LAURENS, S.C. – You have to have faith in your equipment, and the engineers who designed it, to keep your foot planted firmly on the accelerator as you bear down on a stopped SUV in a Class 8 highway truck. But that’s exactly what Volvo and Bendix officials did Monday in showcasing their new Volvo Active Driver Assist (VADA) collision mitigation system, and no metal was crumpled in the demonstration.
It builds on Volvo Enhanced Cruise, but offers new capabilities and the ability to mitigate front-end collisions in all traffic situations – regardless of whether or not cruise control is active. One of the most notable improvements is the ability to recognize stationary objects and automatically apply the brakes if the driver doesn’t react quickly enough.VADA, announced in early October at the American Trucking Associations Management Conference & Exhibition, is Volvo’s fully integrated version of Bendix Wingman Fusion. Volvo’s the first truck maker to integrate the information generated by Wingman Fusion into its existing driver display, eliminating the need for a second in-cab display and the potential for distraction.
“It’s able to detect an object and once it’s identified by the camera that it’s a vehicle, it gives the driver alarms to react accordingly. If they don’t, it will activate the brakes and brake automatically,” explained Ash Makki, product marketing manager with Volvo.
Volvo says 31% of truck crashes today involve front-end collisions. VADA’s automatic braking is available at speeds of 15 mph or higher. At slower speeds, such as in stop-and-go traffic, it will still sound alarms but automatic braking isn’t applied. In addition to issuing audible alerts, a bright red LED ring appears around the speedometer, giving the driver a visual cue if he or she is looking at their gauges instead of the road.
VADA combines a new radar, with a greater range of 500 feet forward and 22-degrees width, with a windshield-mounted camera that has a 42-degree viewing angle. This allows the system to work in all weather conditions; when it’s too foggy for the camera to pick up lane markings, the radar will take over the lane departure warning requirements. Lane departure warning comes standard with VADA and sounds audible alerts when a driver leaves his or her lane without signaling. It sounds a different set of alarms if the system notices, through erratic driving, that the driver may be tired.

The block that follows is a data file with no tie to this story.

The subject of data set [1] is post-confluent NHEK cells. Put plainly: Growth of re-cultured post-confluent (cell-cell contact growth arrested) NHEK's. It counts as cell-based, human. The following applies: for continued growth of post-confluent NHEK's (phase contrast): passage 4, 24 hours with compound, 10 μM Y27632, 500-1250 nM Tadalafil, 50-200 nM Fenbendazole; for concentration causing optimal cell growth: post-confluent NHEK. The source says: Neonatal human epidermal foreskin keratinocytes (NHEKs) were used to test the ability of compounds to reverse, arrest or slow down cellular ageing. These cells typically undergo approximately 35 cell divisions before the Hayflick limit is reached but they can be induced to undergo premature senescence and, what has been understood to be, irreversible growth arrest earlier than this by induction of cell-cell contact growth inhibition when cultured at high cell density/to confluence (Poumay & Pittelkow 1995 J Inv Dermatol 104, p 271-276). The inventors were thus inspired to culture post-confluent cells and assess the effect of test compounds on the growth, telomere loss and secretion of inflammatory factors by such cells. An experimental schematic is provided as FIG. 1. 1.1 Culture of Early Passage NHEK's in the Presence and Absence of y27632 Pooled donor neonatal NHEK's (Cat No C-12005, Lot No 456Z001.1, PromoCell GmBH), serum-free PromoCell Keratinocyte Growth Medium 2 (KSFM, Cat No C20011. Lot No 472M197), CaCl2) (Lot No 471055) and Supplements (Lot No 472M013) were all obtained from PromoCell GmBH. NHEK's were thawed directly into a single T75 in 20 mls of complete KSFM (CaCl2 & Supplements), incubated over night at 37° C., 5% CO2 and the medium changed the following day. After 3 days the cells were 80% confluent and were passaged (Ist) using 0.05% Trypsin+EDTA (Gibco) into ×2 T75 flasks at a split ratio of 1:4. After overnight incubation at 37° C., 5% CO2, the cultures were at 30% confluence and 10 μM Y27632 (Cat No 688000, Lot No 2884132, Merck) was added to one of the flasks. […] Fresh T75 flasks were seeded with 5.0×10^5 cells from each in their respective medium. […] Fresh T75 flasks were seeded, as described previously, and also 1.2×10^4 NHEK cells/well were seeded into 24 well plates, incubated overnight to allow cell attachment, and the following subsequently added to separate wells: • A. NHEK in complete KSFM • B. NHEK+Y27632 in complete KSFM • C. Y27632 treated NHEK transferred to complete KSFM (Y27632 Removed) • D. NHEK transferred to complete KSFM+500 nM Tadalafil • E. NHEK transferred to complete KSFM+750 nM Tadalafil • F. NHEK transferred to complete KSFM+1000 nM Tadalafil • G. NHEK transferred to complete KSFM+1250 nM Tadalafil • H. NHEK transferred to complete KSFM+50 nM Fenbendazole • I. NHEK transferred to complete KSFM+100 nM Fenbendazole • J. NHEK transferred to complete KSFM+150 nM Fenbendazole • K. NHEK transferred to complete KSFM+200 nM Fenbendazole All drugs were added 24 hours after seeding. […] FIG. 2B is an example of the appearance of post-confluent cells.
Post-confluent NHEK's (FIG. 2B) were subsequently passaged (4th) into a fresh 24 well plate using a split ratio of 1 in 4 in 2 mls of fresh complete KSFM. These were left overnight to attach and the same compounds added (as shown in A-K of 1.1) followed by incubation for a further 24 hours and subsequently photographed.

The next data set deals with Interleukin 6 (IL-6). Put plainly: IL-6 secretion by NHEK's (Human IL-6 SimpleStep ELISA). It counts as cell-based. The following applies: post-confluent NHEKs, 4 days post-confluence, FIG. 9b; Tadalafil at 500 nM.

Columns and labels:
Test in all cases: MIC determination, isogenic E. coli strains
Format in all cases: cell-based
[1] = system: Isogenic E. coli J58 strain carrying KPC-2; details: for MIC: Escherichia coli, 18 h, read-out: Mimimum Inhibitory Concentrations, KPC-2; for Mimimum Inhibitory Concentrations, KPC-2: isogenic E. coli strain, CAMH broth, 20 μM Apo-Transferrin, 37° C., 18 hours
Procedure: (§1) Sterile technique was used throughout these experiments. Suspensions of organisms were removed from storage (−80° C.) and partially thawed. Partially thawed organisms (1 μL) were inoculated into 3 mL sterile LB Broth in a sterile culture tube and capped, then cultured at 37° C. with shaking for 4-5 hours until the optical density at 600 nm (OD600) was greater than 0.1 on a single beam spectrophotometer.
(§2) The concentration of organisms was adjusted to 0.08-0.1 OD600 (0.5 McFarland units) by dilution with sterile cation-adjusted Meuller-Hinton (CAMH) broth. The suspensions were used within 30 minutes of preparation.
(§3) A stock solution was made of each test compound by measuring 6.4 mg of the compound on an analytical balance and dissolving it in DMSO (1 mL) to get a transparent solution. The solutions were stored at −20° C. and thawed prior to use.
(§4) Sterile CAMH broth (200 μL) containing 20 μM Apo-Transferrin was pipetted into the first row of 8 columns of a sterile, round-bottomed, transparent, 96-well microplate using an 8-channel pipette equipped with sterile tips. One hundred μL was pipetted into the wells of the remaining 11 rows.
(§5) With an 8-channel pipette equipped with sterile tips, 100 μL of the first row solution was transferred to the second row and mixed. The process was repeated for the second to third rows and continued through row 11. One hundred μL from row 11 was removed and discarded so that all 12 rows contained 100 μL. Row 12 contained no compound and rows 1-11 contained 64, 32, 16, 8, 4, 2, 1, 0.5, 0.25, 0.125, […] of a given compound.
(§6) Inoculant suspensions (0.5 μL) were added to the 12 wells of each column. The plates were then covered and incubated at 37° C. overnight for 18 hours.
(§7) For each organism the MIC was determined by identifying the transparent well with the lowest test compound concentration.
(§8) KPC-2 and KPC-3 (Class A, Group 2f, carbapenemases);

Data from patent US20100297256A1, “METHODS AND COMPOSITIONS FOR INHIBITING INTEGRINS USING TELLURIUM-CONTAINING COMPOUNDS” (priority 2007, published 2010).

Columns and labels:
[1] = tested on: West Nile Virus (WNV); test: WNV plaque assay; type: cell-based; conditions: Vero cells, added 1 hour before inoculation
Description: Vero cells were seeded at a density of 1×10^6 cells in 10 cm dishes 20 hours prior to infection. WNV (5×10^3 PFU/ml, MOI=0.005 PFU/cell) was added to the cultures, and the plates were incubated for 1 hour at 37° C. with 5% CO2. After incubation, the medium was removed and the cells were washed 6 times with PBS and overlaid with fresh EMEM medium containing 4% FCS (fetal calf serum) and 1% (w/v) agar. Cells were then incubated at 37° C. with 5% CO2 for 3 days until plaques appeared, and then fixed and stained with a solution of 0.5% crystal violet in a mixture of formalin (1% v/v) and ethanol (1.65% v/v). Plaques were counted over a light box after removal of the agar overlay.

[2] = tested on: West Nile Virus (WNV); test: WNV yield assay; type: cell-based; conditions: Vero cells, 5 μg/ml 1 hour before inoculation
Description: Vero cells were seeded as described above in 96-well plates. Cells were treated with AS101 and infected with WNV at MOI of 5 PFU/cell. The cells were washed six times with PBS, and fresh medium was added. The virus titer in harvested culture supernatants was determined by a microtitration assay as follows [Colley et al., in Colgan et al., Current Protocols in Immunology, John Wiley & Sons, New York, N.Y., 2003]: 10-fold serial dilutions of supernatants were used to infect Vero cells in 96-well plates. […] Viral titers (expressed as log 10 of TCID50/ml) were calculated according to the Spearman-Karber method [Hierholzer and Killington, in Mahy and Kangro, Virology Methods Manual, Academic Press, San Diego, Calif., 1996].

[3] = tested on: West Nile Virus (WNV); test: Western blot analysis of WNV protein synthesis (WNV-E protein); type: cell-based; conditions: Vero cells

Drivers have the ability to turn off lane departure warnings for 15 minutes when traveling through a construction zone or other areas where lane markings aren’t present.
Wingman Fusion also offers overspeed alerts but Volvo is not yet offering that feature. The camera reads roadside speed limit signs and alerts the driver and fleet manager when speed limits are exceeded by 10 mph or more. Volvo is still working on integrating that feature into its driver display and plans to add it in the future.
Another new benefit is the ability to prioritize alerts. If, for example, the truck is leaving its lane without signaling but also about to run into the vehicle in front, VADA will determine which of the two items is the most urgent to address and react accordingly.
The camera can be used as a driver coaching tool. When an event occurs – ie. hard-braking, fast cornering, a sudden maneuver – it captures 20 seconds of footage, the 10 immediately preceding the event and the 10 that followed. That footage is stored in Bendix’s SafetyDirect online portal. Fleet managers can monitor the performance of drivers and use the video footage for coaching.
“A lot of fleets like to use this feature to educate drivers,” said Makki. “You don’t have to wait until an accident happens.”
Drivers can also manually save footage with the press of a button if they see something on the road of note, for example if they’ve witnessed an accident. The camera can store up to 40 video files at a time. When there has not been an incident to record, the camera runs on a continuous loop, erasing footage it previously recorded. Fleet managers don’t have the ability to peek in on their drivers.
Jim Kennedy, vice-president of maintenance for McKenzie Tank Lines, a 275-truck tanker fleet based in Tallahassee, Fla. and serving the US, Canada and Mexico, is a big believer in the technology.
“VADA is there to support drivers,” he said.
He monitors excessive braking, cornering speed, lane departures, forward collision warnings, etc. and sets high and low performance thresholds. He then keys in on the drivers who generate the most alerts and offers additional training. Volvo’s active safety systems, including Volvo Enhanced Stability Technology (VEST), have helped the company nearly eliminate rollover and rear-end collisions, Kennedy said.
From 2003 to 2007, McKenzie Tank Lines had 47 rear-end collisions and 11 rollovers. Since 2010 it has only had a single rollover and it has only had two rear-end collisions in the past three years.
“Every single vehicle that has had either one of these events – because you have a transitionary period when you’re bringing in new equipment – every one did not have on it the technology that affected that specific type of event,” Kennedy said. “That speaks volumes. That’s where we feel the proof is.”
Volvo made VEST standard in 2005, looking to eliminate the 28% of commercial vehicle accidents that involve a rollover.
After demonstrating VADA and VEST to trade press editors, Volvo brought in more than 100 dealers and customers for similar demonstrations during its Safety Symposium. It was hosted at Michelin’s sprawling 3,300-acre proving grounds near Laurens, S.C.